Pillar 1 - 6. Actions for the Commission for its own digital transformation

  • Graziana Lonero profile
    Graziana Lonero
    18 October 2016 - updated 1 year ago
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On track

The Commission will use the common building blocks such as CEF DSIs and follow the EIF. It will gradually introduce the 'digital by default' and 'once-only' principles, eInvoicing and eProcurement and assess the implication of a possible implementation of the 'no legacy' principle

Description of action

To pursue its own digital transformation and in order to comply with the legal obligations set out for EU public administrations, the European Commission will also undertake a number of concrete actions.

In order to improve its efficiency and effectiveness in implementing Information Systems and Business Process Management, the Commission will design, provide and support a corporate central registry of reusable services, components and building blocks (such as ECAS for authentication), necessary to build complete solutions. It will also ensure that its architecture is aligned with the ISA² efforts.

To increase the contribution that the building block DSIs make to the creation of a true Digital Single Market, the Commission and its services will make use of the CEF building block DSIs whenever the function they represent is needed in new IT systems supporting the implementation of EU legislation as well as internal procedures. Over time existing system will, whenever present functions represented by the building blocks DSIs need to be replaced, migrate to the CEF building block DSIs. Today, the sectorial CEF DSIs (such as eJustice, eHealth and eProcurement) are all providing their cross-border digital services based on the building blocks DSIs i.e. eID, eSignature, eDelivery, eTranslation and eInvoicing. These building blocks are not only reused in 70% of the sectorial CEF funded DSIs but also in 44% of the major corporate systems of the European Commission and in 9% of the other major EU policy enabling systems not funded by the CEF. Furthermore, the building blocks are spreading to other EU Institutions and creating a symbiotic relationship between private and public sector with industry providing building block solutions and services and public administrations and businesses use them for improved connectivity and additional digital security. As a result, the eDelivery building block accounts for over 7 million of exchanged documents per quarter in 18 countries and in different sectors, the eSignature Building Block accounts for more than a billion eSignatures across Europe per quarter and the eID building block is enabling the mutual recognition of national eIDs across 21 countries.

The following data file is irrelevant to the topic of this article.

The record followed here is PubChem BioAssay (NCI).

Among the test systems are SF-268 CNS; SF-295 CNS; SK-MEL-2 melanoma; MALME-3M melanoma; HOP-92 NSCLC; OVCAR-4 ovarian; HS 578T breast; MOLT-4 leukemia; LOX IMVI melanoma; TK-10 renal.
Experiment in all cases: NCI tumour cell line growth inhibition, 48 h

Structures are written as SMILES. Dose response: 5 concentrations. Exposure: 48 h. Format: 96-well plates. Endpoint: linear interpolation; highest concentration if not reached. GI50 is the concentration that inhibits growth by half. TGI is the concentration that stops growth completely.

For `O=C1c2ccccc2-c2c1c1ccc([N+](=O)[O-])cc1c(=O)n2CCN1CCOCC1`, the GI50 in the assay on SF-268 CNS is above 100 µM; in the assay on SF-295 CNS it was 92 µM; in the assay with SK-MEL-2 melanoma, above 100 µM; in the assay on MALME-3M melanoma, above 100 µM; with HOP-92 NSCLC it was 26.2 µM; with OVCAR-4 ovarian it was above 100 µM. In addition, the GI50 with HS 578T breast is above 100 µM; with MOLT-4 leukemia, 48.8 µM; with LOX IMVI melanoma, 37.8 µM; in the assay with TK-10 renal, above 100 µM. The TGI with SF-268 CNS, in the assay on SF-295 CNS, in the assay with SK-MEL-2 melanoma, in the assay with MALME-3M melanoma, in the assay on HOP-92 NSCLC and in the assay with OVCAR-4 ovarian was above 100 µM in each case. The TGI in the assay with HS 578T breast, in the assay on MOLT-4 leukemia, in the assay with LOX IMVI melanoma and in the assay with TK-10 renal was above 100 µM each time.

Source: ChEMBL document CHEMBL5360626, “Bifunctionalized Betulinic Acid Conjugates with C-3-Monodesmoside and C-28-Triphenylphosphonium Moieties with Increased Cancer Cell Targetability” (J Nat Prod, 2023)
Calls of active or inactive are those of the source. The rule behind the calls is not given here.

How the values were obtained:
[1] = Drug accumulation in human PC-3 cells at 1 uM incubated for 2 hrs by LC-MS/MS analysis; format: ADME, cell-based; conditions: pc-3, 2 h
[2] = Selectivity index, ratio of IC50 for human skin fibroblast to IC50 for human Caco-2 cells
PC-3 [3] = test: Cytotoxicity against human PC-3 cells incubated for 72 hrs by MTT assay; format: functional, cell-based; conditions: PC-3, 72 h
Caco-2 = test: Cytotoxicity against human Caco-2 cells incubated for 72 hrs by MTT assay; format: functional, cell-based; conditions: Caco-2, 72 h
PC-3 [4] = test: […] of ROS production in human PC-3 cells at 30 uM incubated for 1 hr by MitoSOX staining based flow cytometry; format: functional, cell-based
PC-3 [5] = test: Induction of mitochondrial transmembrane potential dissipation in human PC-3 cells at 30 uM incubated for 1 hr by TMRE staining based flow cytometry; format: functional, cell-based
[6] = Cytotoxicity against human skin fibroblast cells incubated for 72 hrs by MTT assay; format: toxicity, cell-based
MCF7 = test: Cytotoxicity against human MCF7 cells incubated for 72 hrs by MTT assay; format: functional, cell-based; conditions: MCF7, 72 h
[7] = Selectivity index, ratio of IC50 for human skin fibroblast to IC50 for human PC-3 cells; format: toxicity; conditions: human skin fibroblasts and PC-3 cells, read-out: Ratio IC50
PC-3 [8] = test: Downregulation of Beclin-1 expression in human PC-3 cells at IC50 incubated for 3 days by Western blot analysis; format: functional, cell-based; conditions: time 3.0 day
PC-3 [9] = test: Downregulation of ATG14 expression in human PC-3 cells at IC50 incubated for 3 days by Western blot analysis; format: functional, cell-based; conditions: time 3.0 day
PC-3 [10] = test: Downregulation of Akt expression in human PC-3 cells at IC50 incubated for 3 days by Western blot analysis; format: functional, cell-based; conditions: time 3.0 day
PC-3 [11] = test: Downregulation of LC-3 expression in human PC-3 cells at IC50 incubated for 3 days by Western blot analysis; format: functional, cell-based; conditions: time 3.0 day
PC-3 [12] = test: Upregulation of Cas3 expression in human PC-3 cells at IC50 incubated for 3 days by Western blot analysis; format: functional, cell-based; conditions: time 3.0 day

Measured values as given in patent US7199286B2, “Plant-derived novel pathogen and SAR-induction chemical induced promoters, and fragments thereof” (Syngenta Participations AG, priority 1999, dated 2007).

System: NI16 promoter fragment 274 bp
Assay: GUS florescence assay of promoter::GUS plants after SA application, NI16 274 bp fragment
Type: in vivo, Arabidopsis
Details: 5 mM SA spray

With a view to improving the access to reusable public sector information across borders the Commission has set up an Open Data infrastructure, through its pan-European portal launched in 2015. The Commission will publish its data on the pan-European Open Data portal through which the Commission's service will collect data for the preparation of legislative proposals and decisions.

As public procurement plays an important role in promotion standards, Member States have created national catalogues of ICT-standards and technical specifications to guide procurers and accelerate standard adoption on national markets. The Commission is working on integrating these catalogues into European catalogues to avoid market fragmentation at EU level. The Commission will apply the European catalogues, of which the standards and technical specifications underlying the CEF building block DSIs are a subset, once completed and agreed.

The Commission will apply the "digital by default" principle both internally and when interacting with external stakeholders through grants or tenders using eIDAS services, eInvoicing and eProcurement. A "digital by default" policy vis-à-vis external stakeholders will be put in place, e.g. foreseeing that when any procedure or service is updated or created, it will be fully digital and rely on eID and trust services (i.e. eSignature, eSeal, time stamping, and eDelivery). The aim is that by the end of 2019, the procurement processes of the Commission should be fully electronic using common IT solutions[1].

 

Main responsible at the European Commission: DG DIGIT

Target date: 2016-2019

Status: On track

More info (website):

 


[1] http://ec.europa.eu/atwork/synthesis/amp/doc/digit_mp_2016_en.pdf